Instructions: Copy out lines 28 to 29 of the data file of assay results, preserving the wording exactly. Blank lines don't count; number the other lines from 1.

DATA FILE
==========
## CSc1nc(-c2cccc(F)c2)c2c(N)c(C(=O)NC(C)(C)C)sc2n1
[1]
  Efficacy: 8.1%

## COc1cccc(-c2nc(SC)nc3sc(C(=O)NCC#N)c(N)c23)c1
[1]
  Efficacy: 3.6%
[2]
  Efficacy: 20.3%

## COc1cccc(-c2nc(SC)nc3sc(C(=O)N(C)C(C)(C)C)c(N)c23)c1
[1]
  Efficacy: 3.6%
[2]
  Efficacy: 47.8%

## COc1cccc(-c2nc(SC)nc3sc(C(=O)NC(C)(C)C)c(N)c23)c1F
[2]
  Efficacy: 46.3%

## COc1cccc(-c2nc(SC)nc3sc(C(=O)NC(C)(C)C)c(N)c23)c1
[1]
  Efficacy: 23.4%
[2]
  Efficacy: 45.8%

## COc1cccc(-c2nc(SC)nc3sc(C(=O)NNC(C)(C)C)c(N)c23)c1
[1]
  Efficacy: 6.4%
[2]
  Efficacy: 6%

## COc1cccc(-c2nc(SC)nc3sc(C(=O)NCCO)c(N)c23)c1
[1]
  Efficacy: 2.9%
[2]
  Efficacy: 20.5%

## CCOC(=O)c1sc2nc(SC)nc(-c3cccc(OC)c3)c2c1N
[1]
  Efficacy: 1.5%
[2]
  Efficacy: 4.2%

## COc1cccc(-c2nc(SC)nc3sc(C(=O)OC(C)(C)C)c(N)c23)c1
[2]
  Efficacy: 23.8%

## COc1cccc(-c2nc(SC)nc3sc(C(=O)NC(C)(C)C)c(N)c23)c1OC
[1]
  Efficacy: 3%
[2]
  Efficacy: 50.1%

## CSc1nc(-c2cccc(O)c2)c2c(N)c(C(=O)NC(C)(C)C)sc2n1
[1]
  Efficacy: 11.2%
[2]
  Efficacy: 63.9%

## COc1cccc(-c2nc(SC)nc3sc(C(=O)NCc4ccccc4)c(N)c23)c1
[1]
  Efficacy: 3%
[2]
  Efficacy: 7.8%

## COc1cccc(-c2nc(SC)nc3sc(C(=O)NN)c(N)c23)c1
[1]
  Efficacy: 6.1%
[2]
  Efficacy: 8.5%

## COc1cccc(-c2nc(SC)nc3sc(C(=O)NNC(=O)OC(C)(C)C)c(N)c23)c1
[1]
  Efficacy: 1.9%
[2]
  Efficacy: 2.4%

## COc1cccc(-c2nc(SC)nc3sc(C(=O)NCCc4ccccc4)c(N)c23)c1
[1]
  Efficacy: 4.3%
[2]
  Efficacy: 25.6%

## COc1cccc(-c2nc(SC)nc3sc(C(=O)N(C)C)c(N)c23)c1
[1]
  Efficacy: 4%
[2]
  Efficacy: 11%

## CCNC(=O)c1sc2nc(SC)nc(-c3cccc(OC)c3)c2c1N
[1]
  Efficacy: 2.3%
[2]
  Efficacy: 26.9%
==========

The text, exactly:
[1]
  Efficacy: 2.9%